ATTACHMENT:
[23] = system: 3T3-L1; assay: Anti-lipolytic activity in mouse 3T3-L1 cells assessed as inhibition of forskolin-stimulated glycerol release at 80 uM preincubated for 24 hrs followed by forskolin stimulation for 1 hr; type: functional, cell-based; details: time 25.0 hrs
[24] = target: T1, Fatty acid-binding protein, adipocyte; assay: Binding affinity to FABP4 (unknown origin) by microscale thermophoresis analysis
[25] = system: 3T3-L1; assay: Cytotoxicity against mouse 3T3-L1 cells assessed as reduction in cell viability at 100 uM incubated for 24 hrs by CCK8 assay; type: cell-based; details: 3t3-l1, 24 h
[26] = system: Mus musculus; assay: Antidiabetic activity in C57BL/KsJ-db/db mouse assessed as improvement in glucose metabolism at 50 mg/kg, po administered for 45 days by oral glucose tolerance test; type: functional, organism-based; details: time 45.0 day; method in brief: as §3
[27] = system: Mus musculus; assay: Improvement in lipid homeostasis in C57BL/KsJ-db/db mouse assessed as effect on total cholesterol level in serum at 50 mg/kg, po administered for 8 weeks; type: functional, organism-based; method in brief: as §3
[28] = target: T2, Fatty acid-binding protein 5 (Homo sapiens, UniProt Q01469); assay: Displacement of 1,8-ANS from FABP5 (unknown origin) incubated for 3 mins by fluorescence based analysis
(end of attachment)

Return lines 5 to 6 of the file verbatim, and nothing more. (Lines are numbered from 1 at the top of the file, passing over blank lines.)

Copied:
[27] = system: Mus musculus; assay: Improvement in lipid homeostasis in C57BL/KsJ-db/db mouse assessed as effect on total cholesterol level in serum at 50 mg/kg, po administered for 8 weeks; type: functional, organism-based; method in brief: as §3
[28] = target: T2, Fatty acid-binding protein 5 (Homo sapiens, UniProt Q01469); assay: Displacement of 1,8-ANS from FABP5 (unknown origin) incubated for 3 mins by fluorescence based analysis